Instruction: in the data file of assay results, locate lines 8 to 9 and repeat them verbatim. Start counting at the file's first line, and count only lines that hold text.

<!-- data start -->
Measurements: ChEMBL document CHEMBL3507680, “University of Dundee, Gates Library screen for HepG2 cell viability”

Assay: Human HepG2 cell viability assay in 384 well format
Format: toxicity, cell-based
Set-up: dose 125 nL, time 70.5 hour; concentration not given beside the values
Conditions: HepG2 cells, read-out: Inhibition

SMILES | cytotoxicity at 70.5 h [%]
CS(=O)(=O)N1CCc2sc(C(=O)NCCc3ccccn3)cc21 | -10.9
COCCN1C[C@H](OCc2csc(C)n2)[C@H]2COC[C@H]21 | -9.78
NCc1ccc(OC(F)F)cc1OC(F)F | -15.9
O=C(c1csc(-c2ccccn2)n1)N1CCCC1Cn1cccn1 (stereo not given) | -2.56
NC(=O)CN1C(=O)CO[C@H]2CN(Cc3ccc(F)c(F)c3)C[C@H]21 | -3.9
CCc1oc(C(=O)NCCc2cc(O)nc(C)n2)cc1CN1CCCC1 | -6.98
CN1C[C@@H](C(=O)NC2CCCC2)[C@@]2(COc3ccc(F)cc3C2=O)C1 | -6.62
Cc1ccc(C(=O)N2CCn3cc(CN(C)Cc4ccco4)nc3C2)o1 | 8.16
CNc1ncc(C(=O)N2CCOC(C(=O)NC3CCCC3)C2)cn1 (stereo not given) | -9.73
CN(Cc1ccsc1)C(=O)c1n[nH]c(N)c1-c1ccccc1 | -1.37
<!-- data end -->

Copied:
COCCN1C[C@H](OCc2csc(C)n2)[C@H]2COC[C@H]21 | -9.78
NCc1ccc(OC(F)F)cc1OC(F)F | -15.9